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The Trends Part 4: Six Seasons and No Movie

Welcome to The Trends! This installment takes on the trend of canceling shows that were six seasons deep but not owned by the network. If you've missed the previous articles, they can be found by clicking on the titles below:

The Trends Part 1: Renewing More Low-Rated Shows
The Trends Part 2: Massive Time Slot Upgrades to Newer Comedies
The Trends Part 3: Less Reliance On The Super-Creator

Considering that most of the shows on broadcast TV these days get very similar ratings, it should not be surprising to see a slightly lower-rated show get renewed over a higher-rated show for multiple factors. These include the age and ownership of the show, both of which play a role in the show's profit. The past NBC sitcom Community, which to say the least was never a ratings hit, coined the "Six Seasons and a Movie" term, and as the show kept getting renewed, fans started joking that Community could somehow make it that far without ever really being a hit. Unfortunately, six seasons and no movie was the final fate of the show, assuming they don't somehow convince a movie studio to do a feature film. Turns out, Community wouldn't be the only show to suffer from six seasons and no movie; the fate also recently came to 2 Broke Girls and Last Man Standing.


For several years, ABC has tried to fix their Tuesday at 8pm time slot by airing one of their buzziest new shows there. Last Man Standing was one of them, and it didn't work out. While it premiered well, ratings sunk to levels that would not be acceptable given the landscape of ratings then. Regardless, ABC renewed it and saw an opening on Friday, where audiences could accept the Tim Allen-starring multi-cam. Of course, it naturally took a big drop in its second season, but those ratings looked acceptable for a Friday night. It more or less steadied off after that, and while it was often unsuccessful of launching whatever show ABC tried to air after it, it was still a stronger show each season. If it was renewed for a seventh season and did a similar ratings trajectory, it may even have ended up averaging higher than the Big 4 league average, something that very few Friday shows can accomplish.

However, each year Tim Allen's high salary put the show on the bubble. For all the credit it has been given, it's still a multi-cam sitcom airing on a Friday night with below-average ratings, and Tim Allen's salary far exceeded the typical salary for that kind of show. For the longest time though, ABC kept renewing the show and kept placing a different show at 8:30pm. Going into the 2016-17 season, they finally found the perfect fit with Dr. Ken. However, at the end of the season, Dr. Ken was down over 20% from its first season, while the contracts on Last Man Standing had expired. Many expected for this to be worked out because Sony would have worked magic to get Dr. Ken to syndication, and that ABC would renew the two shows because they still did way better in the ratings than The Toy Box, which replaced them in April. Instead, Last Man Standing became more expensive than ABC would have liked, and Dr. Ken was canceled alongside it. In the fall, Once Upon a Time is scheduled to air there, which despite having a much better time slot than Last Man Standing, very rarely, if ever, rated higher than that week's episode of Last Man Standing. This is a classic example of how as much as we talk about ratings, profits are what really matter. While a lot of times ratings are a very strong indicator of a show's profits, that certainly was not the case here.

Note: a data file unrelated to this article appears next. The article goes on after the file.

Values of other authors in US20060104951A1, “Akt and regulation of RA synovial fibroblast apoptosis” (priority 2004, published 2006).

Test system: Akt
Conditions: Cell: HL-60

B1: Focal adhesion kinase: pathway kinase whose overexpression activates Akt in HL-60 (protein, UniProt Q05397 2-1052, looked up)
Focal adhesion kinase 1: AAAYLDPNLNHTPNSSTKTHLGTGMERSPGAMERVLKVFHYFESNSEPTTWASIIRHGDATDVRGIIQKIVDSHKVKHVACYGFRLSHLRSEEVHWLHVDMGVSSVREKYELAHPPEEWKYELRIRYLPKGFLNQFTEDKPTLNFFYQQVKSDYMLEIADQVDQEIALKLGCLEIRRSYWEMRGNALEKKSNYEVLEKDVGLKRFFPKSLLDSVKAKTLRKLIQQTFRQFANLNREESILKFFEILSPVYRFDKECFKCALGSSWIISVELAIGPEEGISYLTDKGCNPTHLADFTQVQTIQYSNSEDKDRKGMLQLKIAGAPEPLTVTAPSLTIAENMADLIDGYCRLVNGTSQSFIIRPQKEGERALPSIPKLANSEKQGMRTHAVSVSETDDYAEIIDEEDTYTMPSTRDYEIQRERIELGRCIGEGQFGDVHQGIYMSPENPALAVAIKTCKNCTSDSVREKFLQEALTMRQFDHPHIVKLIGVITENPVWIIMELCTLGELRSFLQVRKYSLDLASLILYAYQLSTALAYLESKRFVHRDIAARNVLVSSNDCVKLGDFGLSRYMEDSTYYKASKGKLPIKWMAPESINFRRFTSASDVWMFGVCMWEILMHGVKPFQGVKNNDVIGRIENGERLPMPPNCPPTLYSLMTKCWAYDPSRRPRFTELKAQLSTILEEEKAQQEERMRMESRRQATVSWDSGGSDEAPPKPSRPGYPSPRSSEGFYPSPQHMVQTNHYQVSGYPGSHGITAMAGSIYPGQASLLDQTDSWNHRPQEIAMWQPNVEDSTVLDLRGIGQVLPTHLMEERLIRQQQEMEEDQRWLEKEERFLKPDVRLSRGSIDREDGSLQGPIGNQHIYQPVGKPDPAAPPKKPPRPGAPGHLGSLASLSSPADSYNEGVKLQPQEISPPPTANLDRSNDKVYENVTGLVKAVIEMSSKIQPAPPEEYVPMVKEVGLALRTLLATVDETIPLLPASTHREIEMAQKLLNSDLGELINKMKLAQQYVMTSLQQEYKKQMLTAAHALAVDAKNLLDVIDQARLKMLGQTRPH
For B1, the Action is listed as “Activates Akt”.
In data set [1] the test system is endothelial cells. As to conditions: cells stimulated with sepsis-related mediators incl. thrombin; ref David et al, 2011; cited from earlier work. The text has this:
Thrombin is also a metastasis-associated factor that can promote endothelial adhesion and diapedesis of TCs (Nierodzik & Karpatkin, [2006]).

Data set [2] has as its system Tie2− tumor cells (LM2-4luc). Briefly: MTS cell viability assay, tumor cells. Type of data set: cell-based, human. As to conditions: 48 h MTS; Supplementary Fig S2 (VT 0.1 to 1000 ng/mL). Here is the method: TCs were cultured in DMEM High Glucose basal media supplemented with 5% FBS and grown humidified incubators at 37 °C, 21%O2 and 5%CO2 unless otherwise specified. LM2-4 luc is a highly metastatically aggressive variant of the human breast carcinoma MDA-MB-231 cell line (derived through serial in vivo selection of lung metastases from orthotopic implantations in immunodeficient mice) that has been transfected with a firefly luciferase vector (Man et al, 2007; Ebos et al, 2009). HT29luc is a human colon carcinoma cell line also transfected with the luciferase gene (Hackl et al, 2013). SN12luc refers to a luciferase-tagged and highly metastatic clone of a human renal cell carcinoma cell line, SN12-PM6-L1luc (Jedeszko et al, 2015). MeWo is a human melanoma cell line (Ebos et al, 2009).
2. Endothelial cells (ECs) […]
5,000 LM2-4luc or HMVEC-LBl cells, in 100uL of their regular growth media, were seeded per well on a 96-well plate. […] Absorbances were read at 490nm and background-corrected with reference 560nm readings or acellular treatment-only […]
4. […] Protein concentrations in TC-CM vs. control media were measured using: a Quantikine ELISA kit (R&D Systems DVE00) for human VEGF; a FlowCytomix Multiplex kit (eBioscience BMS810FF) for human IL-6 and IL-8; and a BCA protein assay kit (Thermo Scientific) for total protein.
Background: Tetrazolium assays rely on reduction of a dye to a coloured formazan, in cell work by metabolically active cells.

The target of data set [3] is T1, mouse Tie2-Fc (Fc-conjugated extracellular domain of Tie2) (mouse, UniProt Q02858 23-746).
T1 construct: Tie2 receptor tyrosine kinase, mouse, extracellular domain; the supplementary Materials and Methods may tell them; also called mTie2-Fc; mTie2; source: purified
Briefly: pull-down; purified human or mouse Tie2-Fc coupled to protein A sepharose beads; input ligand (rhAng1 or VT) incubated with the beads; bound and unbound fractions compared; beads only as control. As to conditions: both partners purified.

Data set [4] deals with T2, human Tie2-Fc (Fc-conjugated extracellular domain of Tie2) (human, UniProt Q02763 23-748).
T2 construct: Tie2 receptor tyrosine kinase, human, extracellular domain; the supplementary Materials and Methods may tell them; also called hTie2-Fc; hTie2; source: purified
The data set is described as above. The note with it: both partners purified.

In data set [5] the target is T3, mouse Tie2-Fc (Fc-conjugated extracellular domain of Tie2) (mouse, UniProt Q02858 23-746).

2 Broke Girls, while another show fitting the six seasons and no movie mold, had the writing on the wall much before the show was canceled. The first negative sign for it was how they not only picked up Superior Donuts off-cycle, but also moved 2 Broke Girls to 9:30pm, not allowing it to launch the show. If a show is in its sixth season and isn't trusted to launch and/or support a show, the people working on the show better hope that it's making the network a ton of money in syndication or via streaming. Since CBS did not own 2 Broke Girls, it wasn't making money off of it in either of these ways. The second kiss of death was the fact that Superior Donuts really did no worse than 2 Broke Girls, the former of which CBS owns and is almost certainly less expensive. And while CBS typically does a mass renewal and then holds off another couple for May, the fact that 2 Broke Girls was omitted from the mass renewal that contained not only Superior Donuts, but also Man with a Plan and Life in Pieces, was a bad sign. Simply put, CBS ran out of room for a show that's more expensive than the others that are owned and doing similar ratings. Had they owned it, it probably would have gotten a seventh season. Supposedly it is very lucrative for Warner Brothers in syndication, but that's irrelevant to CBS.

Networks almost always favor the shows they own versus the ones they don't. It should be noted that Once Upon a Time, also in its sixth season but lower-rated, is an in-house production. With their cast contracts expiring, they showed no mercy towards Last Man Standing and 2 Broke Girls. They were both good syndication players and were solidly-rated, but from a monetary standpoint the fact that the networks didn't own them made that irrelevant. There has been a lot of public fan outcry, but we've simply moved away from a time where ratings and profits were 100% correlated.

What do you think? Leave your comments below!